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Signs spoke for the protesters as seven members from the Westboro Baptist Church silently raised sentiments like “God Hates Fags” and “Thank God for IEDs” outside the Hillel student office.[flagallery gid=24 name="Westboro Baptist Church Protests"]
A much larger, outspoken group surrounded the Westboro church members on the sidewalk of the intersection of 28th Street and Colorado Avenue. At 4 p.m. on Thursday, CU students and Colorado community members held a variety of signs in support of troops and Judaism and chanted sayings including “Jesus was a Jew” and singing the lyrics to The Beatles’ “All You Need is Love.”
Kameron Martinez, an 18-year-old freshman communication Metro State student, created the Facebook group “Counter-Protest Westboro Baptist Church in Denver and Boulder” two weeks ago. It now has over 4,000 members. Martinez, who plans to attend all 15 WBC protests in Colorado, said he was impressed with the turnout of the counter protesters.
“It makes me feel so good to see all these people here,” Martinez said. “I’m proud that I live in this state. I’m so in awe.”
Pastor Fred Phelps established the WBC in Topeka, Kansas in 1955, according to the website. The church is against homosexuality, especially in the military, as well as Jews and Catholics, and protests by holding signs with various messages like “Thank God for Dead Soldiers” and “Thank God for AIDS,” according to the website.
Attempts to speak with the WBC protesters at the protest were denied by the Boulder Police.
CU’s director of Hillel, Hanan Nayberg said Hillel’s student board, community leaders groups and advice from the local Anti-Defamation League came to the decision of not counter-protesting as a group.
“We are not going to give them the pleasure of attracting more attention,” Nayberg said. “We are deciding not to counter protest. They can express their right of free speech and hopefully it will be in front of an empty building and then they can move on at the next event they have planned.”
While Hillel did not attend the event as a group, David Miller, a 22-year-old member of Hillel and Chabad and an engineering physics and applied mathematics double major went to the protest briefly.
“It really bothers me that they are going to picket because what’s the end goal?” Miller said. “I don’t see any real purpose than to spread hate and I think we need to counter that in some way.”
CU sophomore advertising major Eric Sutfin, a 20-year-old studio arts major, used the protest as a way to collect donations for the troops.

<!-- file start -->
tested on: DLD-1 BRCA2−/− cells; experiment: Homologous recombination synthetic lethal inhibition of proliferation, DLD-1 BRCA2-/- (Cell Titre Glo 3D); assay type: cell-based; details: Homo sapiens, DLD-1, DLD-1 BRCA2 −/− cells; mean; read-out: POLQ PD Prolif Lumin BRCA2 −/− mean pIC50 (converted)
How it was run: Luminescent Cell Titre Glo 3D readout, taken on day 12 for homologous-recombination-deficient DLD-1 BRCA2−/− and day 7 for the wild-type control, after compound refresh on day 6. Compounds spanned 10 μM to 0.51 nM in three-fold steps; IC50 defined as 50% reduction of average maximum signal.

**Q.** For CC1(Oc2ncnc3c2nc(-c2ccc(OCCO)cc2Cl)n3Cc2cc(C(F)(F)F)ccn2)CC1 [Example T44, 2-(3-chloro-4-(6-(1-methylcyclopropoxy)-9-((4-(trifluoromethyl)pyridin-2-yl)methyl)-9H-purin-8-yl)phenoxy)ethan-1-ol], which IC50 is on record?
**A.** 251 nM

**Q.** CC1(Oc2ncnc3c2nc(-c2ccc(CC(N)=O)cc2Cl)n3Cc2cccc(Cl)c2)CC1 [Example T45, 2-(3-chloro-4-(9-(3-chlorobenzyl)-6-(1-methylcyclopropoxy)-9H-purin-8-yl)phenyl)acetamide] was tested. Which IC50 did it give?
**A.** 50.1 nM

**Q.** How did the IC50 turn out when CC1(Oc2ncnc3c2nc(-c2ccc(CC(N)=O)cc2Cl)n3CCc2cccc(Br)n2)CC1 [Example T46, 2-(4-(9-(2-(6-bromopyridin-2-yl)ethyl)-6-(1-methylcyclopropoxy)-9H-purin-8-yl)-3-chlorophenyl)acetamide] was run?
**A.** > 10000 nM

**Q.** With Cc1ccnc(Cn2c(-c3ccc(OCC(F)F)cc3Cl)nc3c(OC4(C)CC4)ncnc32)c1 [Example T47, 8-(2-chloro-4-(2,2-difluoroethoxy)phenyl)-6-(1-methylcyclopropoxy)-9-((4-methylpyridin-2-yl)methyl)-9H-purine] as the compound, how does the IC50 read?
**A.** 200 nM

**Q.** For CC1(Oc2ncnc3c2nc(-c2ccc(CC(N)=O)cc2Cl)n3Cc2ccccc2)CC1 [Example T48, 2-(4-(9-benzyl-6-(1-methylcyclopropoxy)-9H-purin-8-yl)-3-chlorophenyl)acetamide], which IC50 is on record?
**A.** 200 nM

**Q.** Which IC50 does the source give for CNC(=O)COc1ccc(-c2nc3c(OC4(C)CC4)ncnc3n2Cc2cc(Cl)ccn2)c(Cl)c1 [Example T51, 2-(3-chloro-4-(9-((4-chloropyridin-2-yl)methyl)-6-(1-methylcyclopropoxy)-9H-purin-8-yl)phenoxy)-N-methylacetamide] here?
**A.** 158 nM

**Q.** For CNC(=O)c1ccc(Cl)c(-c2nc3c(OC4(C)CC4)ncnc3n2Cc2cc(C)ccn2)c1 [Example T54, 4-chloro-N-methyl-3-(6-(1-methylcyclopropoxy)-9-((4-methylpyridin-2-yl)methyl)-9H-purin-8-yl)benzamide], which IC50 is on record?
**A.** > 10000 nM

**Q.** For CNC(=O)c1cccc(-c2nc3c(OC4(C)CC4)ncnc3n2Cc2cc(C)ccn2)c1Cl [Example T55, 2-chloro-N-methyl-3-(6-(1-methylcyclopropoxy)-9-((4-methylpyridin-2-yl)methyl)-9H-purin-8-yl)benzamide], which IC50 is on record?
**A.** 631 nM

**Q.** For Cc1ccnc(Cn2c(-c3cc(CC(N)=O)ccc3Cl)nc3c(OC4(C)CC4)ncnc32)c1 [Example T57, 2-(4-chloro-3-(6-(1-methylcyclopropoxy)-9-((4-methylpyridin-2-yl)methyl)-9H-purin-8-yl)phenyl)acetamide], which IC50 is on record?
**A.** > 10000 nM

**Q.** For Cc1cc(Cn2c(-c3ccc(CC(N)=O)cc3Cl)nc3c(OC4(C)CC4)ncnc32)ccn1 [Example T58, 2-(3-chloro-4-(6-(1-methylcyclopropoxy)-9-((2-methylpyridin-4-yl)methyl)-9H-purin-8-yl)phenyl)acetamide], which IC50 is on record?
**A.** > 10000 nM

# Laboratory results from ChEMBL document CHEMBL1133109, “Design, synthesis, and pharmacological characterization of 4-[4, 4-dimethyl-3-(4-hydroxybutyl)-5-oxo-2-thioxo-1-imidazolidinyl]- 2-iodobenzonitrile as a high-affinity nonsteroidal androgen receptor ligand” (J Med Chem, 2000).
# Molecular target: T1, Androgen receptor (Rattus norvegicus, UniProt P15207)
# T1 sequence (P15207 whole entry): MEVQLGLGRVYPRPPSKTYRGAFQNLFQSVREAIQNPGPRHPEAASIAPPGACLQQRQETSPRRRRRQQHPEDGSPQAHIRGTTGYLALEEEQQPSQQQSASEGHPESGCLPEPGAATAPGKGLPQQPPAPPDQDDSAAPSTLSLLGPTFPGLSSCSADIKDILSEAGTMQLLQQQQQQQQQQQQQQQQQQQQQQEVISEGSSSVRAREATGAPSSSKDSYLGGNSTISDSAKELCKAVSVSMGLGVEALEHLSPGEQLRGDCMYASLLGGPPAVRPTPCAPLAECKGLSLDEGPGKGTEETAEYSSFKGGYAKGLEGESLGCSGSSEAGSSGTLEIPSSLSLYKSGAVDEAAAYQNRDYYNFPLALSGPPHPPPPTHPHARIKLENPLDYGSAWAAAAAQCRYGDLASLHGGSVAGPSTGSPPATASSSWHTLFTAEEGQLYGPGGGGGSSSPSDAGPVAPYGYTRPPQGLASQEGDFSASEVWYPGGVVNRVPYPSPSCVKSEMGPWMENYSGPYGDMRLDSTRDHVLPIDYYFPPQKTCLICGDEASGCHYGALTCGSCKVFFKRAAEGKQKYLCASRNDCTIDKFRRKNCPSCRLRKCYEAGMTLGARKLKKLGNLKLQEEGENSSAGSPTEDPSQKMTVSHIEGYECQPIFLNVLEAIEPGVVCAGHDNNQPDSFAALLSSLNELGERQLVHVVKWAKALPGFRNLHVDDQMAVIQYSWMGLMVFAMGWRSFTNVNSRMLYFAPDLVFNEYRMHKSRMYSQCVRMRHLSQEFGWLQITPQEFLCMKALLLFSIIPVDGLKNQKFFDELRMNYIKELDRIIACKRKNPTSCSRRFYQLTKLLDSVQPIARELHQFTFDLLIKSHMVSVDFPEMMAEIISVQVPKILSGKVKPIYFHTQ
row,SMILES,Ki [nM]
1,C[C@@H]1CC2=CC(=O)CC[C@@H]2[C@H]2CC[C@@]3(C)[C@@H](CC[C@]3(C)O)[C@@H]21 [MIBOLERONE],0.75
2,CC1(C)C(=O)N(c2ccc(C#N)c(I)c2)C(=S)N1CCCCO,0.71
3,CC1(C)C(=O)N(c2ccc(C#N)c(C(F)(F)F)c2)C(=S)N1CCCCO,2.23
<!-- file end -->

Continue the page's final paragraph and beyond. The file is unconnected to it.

“Using this protest to gain funds for people to the groups they are against,” Sutfin said. “It’s important for me to protest because if they are going to make a stand protesting, we have to make a stand to show them what they are doing isn’t right.”
Erin Kroll, a 20-year-old psychology and elementary education major whose boyfriend is preparing to deploy, said she felt the WBC members were abusing the right of freedom of speech that soldiers had fought for.
“I don’t mean to be disrespectful to the soldiers or my boyfriend, but they are wasting their lives on people like that,” Kroll said.
Before protesting in front of CU’s Hillel office on Colorado Avenue and 28th Street, the church members protested at Boulder High School, according to their picket schedule.
Luke Johnson, an 18-year-old Peak to Peak Charter School high school senior, who held a sign saying, “God Hates Chads,” attended both events to make fun of the protest.
“I’m actually trying to make a joke about it,” Johnson said. “Essentially their whole scheme is to get people to assault crimes against them and sue them. I honestly don’t think they even believe in what they’re protesting, they’re just trying to make money.”
Nayberg said despite the WBC protesters, Hillel encourages its members to continue with their normal activities.
“We encourage our students to get involved and be active members of the community and world around them,” Nayberg said. “Sometimes the smartest way to go about things is to ignore the signs in front of you and the other sides because all they want to do is argue and engage in hateful discussion.”
Contact CU Independent Staff Writer Rose Heaphy at Josephine.firstname.lastname@example.org.